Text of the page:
Personally, my pro-life beliefs belong to the discoveries in science. While I am sympathetic to women's rights and would even consider myself a Feminist as would any man who believes in gender equality, the right to life outweighs our personal discomforts. I will hesitantly concede that had I been born 10 years earlier I most likely would have considered myself pro-choice based upon the absence of scientific evidence within the pro-life movement at the time. More so, if science had proven that life began at birth I would have had no foundation for an anti-abortion belief. Thankfully for the pro-life movement, science has reemphasized the movement's argument that abortion takes the life of an unborn child. Today, the movement has realized that science is much more likely to reach an audience which is increasingly looking for demonstrable evidence from which to base their position on social issues; not just the church's suggestion.
It's worth mentioning that the internet also had a substantial effect by allowing me to better research fetal development and share information and ideas with others. When I began exploring the issue as a seventeen year old back in 2006, the internet allowed me to see the larger picture, unlike the tri-fold pamphlet provided by my Catholic church. The pamphlet provided me with no context or arguments from the opposition. Heck, I didn't even know there was an opposition.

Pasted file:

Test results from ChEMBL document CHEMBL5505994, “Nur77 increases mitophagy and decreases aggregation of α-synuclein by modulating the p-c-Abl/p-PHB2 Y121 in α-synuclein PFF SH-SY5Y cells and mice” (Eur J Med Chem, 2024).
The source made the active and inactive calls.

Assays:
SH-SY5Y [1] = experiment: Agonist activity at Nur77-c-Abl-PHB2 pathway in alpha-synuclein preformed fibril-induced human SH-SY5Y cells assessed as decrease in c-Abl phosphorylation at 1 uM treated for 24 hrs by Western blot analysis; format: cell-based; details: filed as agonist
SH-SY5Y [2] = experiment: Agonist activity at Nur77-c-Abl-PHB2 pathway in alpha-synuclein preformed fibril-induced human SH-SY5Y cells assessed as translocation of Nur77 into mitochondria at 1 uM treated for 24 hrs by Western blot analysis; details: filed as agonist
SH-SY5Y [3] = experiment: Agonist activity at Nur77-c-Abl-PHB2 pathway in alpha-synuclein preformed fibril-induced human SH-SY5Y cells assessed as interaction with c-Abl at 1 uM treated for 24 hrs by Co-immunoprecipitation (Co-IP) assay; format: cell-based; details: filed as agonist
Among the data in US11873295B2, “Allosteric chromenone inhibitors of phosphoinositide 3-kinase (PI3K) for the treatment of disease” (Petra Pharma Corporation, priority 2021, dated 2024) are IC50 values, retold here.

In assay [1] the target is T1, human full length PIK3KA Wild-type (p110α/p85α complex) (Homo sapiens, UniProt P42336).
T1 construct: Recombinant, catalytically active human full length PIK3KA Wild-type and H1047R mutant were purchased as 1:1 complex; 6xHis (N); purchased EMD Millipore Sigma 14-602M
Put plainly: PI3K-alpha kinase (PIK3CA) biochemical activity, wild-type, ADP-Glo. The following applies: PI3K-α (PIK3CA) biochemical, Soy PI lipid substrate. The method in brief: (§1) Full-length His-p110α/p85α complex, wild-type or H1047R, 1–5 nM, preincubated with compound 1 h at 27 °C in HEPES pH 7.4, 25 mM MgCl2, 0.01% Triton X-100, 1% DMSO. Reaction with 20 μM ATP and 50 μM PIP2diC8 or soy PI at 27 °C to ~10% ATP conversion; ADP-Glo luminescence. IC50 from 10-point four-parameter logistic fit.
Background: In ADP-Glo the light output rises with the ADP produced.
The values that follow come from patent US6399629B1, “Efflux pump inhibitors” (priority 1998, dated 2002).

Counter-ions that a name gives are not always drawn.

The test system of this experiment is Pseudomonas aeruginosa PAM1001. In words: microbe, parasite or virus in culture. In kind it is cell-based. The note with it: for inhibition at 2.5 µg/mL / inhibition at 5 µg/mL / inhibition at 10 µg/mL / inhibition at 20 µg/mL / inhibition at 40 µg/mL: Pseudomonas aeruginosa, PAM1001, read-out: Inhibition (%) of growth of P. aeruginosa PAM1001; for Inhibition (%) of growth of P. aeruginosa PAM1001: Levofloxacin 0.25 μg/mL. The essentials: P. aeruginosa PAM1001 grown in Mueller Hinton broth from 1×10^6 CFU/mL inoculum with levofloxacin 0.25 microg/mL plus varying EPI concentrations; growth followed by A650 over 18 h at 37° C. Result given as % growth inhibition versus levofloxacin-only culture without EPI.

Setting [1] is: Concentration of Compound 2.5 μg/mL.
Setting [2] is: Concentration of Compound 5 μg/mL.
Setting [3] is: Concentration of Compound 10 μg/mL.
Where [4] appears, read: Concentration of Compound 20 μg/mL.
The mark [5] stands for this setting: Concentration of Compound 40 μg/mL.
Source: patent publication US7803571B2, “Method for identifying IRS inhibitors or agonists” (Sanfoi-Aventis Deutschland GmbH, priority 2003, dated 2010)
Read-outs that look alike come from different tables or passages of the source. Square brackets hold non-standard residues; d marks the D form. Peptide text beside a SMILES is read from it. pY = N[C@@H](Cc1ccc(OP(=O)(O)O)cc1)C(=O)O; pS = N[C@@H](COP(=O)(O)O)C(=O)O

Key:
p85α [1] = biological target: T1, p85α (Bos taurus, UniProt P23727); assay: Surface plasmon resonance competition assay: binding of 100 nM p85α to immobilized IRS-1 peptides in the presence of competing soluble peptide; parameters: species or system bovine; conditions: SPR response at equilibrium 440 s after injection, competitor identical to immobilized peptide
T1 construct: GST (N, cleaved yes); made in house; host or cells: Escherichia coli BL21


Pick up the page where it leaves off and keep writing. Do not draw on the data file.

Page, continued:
I am not sure why the issue ever captured my attention, but it evolved beyond into a passion. After a couple years of researching the issue I decided that I would adopt an anti-abortion position based on the scientifically accepted conclusion that conception was the formation of a unique and living member of the human species. This was done absent of religious arguments and by 2008 I was beginning to question a different position - Theism. That year I wrote a pro-life blog which turned out to become the catalyst for my pro-life activism. The MySpace blog [insert joke here] titled The American Holocaust, was my first attempt at arguing against abortion from a secular perspective. The amateurishly written blog received hundreds of comments and at times was the third most active blog on MySpace. At that moment I was convinced that the incorporation of religion was unnecessary to make a point against abortion and instead allowed readers to view the issue as a scientific and moral obligation rather than just a Catholic issue. The internet had allowed me to understand the various ways the issue affected people, something I would have never understood within the walls of the Catholic church.